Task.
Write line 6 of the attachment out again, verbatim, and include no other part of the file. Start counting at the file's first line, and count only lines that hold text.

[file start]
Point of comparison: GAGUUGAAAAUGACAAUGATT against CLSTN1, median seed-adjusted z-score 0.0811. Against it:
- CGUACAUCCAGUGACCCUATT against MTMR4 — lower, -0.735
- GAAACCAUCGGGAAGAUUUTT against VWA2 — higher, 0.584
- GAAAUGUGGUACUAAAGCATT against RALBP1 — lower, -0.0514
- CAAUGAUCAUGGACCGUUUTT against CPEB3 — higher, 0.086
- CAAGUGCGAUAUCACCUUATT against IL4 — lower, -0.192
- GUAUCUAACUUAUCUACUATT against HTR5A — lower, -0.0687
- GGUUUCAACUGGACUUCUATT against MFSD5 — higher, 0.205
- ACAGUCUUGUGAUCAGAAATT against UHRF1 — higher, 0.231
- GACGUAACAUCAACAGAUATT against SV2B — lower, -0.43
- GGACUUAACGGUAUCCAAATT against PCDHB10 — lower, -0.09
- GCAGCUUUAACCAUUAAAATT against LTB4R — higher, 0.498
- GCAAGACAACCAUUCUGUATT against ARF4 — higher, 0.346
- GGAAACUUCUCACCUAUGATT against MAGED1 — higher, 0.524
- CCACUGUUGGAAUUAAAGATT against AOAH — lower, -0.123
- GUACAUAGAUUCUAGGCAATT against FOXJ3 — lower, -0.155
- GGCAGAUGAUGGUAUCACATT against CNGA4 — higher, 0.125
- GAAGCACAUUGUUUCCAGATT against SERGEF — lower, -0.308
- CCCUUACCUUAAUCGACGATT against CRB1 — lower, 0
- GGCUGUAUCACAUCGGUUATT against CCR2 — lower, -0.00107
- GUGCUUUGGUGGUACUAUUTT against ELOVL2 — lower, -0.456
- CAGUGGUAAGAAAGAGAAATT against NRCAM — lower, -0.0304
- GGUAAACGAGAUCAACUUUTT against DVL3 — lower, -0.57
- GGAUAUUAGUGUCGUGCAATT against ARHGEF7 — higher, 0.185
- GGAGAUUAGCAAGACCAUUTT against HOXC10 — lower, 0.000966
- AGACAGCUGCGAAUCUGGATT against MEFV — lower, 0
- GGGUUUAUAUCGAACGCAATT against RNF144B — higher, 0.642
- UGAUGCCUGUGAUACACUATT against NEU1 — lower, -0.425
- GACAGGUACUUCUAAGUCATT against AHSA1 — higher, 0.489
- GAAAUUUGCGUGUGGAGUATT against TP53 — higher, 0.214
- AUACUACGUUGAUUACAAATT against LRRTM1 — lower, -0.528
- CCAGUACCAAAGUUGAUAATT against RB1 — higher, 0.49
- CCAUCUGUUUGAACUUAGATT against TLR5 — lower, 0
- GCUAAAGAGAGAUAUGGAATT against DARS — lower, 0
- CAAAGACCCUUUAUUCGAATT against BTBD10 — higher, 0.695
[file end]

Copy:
- CAAGUGCGAUAUCACCUUATT against IL4 — lower, -0.192